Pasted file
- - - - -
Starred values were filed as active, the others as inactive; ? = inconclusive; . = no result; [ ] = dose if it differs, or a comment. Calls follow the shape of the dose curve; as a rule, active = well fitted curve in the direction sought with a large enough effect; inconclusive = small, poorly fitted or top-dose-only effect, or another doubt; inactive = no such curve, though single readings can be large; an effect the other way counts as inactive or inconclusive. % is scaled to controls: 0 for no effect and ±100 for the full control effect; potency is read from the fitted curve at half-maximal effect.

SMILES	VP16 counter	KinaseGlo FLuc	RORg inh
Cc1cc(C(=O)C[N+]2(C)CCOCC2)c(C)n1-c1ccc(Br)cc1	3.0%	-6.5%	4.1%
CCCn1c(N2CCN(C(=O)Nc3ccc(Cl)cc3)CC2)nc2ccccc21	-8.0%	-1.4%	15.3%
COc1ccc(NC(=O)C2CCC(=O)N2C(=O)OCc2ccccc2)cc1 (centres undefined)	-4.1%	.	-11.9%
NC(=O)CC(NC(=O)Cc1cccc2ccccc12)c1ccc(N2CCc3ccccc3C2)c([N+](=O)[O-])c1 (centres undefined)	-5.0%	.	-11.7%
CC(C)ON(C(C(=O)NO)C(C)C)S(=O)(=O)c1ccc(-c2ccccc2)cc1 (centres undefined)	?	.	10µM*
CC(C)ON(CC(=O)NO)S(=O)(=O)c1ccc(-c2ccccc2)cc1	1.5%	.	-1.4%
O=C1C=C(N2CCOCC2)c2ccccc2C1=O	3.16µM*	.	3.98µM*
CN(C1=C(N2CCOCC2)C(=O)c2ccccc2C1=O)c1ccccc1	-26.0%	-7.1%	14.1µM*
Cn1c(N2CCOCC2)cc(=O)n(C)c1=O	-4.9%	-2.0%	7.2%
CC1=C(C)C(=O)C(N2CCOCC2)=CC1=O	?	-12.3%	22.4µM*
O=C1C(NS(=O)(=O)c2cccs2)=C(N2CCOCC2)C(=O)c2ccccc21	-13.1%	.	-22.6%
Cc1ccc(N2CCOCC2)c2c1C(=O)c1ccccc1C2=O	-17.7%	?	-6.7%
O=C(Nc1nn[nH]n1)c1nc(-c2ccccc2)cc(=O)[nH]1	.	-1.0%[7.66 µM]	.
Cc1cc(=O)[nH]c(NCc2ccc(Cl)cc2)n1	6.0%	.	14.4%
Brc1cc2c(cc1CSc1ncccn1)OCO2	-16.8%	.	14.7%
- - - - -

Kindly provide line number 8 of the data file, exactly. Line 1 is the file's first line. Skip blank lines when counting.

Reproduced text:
CC(C)ON(CC(=O)NO)S(=O)(=O)c1ccc(-c2ccccc2)cc1	1.5%	.	-1.4%